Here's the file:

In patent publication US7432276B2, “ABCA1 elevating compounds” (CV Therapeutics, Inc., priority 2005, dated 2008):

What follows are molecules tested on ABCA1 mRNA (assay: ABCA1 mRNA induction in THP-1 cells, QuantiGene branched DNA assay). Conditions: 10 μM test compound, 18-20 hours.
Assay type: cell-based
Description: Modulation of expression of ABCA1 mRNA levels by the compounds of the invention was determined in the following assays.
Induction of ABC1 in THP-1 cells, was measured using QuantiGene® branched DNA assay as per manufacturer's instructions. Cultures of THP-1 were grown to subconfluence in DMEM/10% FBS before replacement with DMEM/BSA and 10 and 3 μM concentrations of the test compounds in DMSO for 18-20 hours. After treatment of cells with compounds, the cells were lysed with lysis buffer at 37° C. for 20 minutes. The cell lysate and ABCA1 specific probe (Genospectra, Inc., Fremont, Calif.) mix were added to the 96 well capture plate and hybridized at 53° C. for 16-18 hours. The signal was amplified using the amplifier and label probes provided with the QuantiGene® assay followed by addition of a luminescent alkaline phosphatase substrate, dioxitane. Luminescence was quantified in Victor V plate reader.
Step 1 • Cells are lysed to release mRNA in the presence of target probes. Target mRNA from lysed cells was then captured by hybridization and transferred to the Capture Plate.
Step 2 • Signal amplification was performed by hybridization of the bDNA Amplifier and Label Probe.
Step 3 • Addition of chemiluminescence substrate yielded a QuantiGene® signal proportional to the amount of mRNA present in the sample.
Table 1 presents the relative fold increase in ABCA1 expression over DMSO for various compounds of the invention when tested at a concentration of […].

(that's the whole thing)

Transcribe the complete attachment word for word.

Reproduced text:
In patent publication US7432276B2, “ABCA1 elevating compounds” (CV Therapeutics, Inc., priority 2005, dated 2008):

What follows are molecules tested on ABCA1 mRNA (assay: ABCA1 mRNA induction in THP-1 cells, QuantiGene branched DNA assay). Conditions: 10 μM test compound, 18-20 hours.
Assay type: cell-based
Description: Modulation of expression of ABCA1 mRNA levels by the compounds of the invention was determined in the following assays.
Induction of ABC1 in THP-1 cells, was measured using QuantiGene® branched DNA assay as per manufacturer's instructions. Cultures of THP-1 were grown to subconfluence in DMEM/10% FBS before replacement with DMEM/BSA and 10 and 3 μM concentrations of the test compounds in DMSO for 18-20 hours. After treatment of cells with compounds, the cells were lysed with lysis buffer at 37° C. for 20 minutes. The cell lysate and ABCA1 specific probe (Genospectra, Inc., Fremont, Calif.) mix were added to the 96 well capture plate and hybridized at 53° C. for 16-18 hours. The signal was amplified using the amplifier and label probes provided with the QuantiGene® assay followed by addition of a luminescent alkaline phosphatase substrate, dioxitane. Luminescence was quantified in Victor V plate reader.
Step 1 • Cells are lysed to release mRNA in the presence of target probes. Target mRNA from lysed cells was then captured by hybridization and transferred to the Capture Plate.
Step 2 • Signal amplification was performed by hybridization of the bDNA Amplifier and Label Probe.
Step 3 • Addition of chemiluminescence substrate yielded a QuantiGene® signal proportional to the amount of mRNA present in the sample.
Table 1 presents the relative fold increase in ABCA1 expression over DMSO for various compounds of the invention when tested at a concentration of […].